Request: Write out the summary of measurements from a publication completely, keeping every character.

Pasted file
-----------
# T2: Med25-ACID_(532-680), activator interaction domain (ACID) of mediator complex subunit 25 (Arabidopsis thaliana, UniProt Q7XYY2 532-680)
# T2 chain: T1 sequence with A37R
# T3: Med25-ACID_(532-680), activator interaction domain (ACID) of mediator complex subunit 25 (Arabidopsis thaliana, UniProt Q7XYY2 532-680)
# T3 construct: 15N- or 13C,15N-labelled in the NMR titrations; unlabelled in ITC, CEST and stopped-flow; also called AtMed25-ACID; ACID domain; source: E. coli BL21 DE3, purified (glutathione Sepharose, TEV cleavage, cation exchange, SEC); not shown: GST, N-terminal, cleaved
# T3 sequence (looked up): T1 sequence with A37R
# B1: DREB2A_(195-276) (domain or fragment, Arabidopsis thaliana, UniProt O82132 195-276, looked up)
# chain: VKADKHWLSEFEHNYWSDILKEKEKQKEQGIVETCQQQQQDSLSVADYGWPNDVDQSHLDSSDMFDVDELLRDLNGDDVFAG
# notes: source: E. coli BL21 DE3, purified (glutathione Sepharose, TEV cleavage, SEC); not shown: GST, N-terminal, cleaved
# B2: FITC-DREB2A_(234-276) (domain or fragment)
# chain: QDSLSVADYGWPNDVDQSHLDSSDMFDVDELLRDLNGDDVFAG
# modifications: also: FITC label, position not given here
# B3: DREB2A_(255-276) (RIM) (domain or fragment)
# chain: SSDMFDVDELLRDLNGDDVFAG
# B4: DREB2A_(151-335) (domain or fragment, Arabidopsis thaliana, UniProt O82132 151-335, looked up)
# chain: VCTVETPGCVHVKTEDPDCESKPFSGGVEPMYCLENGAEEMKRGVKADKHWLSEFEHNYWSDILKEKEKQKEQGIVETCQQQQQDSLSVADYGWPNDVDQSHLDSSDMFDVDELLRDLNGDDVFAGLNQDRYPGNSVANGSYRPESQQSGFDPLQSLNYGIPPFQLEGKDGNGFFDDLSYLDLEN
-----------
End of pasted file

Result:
# T2: Med25-ACID_(532-680), activator interaction domain (ACID) of mediator complex subunit 25 (Arabidopsis thaliana, UniProt Q7XYY2 532-680)
# T2 chain: T1 sequence with A37R
# T3: Med25-ACID_(532-680), activator interaction domain (ACID) of mediator complex subunit 25 (Arabidopsis thaliana, UniProt Q7XYY2 532-680)
# T3 construct: 15N- or 13C,15N-labelled in the NMR titrations; unlabelled in ITC, CEST and stopped-flow; also called AtMed25-ACID; ACID domain; source: E. coli BL21 DE3, purified (glutathione Sepharose, TEV cleavage, cation exchange, SEC); not shown: GST, N-terminal, cleaved
# T3 sequence (looked up): T1 sequence with A37R
# B1: DREB2A_(195-276) (domain or fragment, Arabidopsis thaliana, UniProt O82132 195-276, looked up)
# chain: VKADKHWLSEFEHNYWSDILKEKEKQKEQGIVETCQQQQQDSLSVADYGWPNDVDQSHLDSSDMFDVDELLRDLNGDDVFAG
# notes: source: E. coli BL21 DE3, purified (glutathione Sepharose, TEV cleavage, SEC); not shown: GST, N-terminal, cleaved
# B2: FITC-DREB2A_(234-276) (domain or fragment)
# chain: QDSLSVADYGWPNDVDQSHLDSSDMFDVDELLRDLNGDDVFAG
# modifications: also: FITC label, position not given here
# B3: DREB2A_(255-276) (RIM) (domain or fragment)
# chain: SSDMFDVDELLRDLNGDDVFAG
# B4: DREB2A_(151-335) (domain or fragment, Arabidopsis thaliana, UniProt O82132 151-335, looked up)
# chain: VCTVETPGCVHVKTEDPDCESKPFSGGVEPMYCLENGAEEMKRGVKADKHWLSEFEHNYWSDILKEKEKQKEQGIVETCQQQQQDSLSVADYGWPNDVDQSHLDSSDMFDVDELLRDLNGDDVFAGLNQDRYPGNSVANGSYRPESQQSGFDPLQSLNYGIPPFQLEGKDGNGFFDDLSYLDLEN